Disadvantages of Linkedin
Social networking allows people to connect with old friends, share information and stay in touch with family. Many social networking sites focus on these elements. LinkedIn, however, focuses on the business applications of social networking. It allows users to post information such as industry and business interests, which makes it a powerful tool in recruitment of new employees outside the immediate vicinity and connecting with others inside an industry. Like all social networking site, LinkedIn comes with its own set of disadvantages.
One of the major risks of social networking and the Internet in general is breaches in privacy. Sites collect considerable amounts of personal information, with email addresses being one of the most, if not the single most, collected piece of personal data. To reap full advantage of LinkedIn, however, the user typically must disclose information such as current and past employers, as well as current contact information. The user assumes considerably more risk of identity theft in the event of a breach in LinkedIn’s security.
As with exercise, any benefits from LinkedIn call for an investment in time. The user must keep profile information up to date, such as contact information and work history. While not an absolute necessity, active participation in groups builds credibility. This means consistently following the threads on the group and not just stopping in once every six months the way one might with professional association conferences. In the worst case scenario, users could fall victim to the addictive nature of social networking and spend too much time on LinkedIn instead of working.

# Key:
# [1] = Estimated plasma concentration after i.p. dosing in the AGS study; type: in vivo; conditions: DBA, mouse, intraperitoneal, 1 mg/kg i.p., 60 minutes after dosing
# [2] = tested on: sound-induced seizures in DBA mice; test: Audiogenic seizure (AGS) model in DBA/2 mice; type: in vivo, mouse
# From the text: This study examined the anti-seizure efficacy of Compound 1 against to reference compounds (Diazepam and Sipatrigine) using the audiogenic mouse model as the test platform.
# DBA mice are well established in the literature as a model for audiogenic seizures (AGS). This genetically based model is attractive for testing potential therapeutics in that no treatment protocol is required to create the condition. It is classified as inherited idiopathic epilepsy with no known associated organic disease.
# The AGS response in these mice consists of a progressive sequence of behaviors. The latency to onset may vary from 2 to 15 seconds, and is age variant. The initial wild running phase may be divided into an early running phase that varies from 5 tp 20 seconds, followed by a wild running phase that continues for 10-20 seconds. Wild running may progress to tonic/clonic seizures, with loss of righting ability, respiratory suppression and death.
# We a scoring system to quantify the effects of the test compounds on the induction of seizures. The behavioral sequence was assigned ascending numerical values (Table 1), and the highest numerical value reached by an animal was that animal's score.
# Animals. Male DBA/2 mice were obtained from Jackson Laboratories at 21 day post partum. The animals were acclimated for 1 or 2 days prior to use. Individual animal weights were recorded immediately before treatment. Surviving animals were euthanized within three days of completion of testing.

Unlike most other major social networking sites, LinkedIn runs a multi-tier membership program. A basic membership allows members to run limited types of searches on other users, as well as maintain a profile and directly contact members within the user’s network. To gain access to the more advanced features, such as reference searches, directly contacting any LinkedIn member via email and the LinkedIn instant messaging system, the user must pay a monthly fee.
Many professional organizations maintain ethical standards to which its members must adhere or risk punishments. For lawyers, depending on the state, LinkedIn profiles constitute a form of advertising. As such, the profile remains subject to any ethical constraints on advertising enforced by the state Bar Association in which a lawyer practices. Other areas of concern include claims of specialization, client solicitation and testimonial use, any or all of which my fall under ethical constraints depending on location.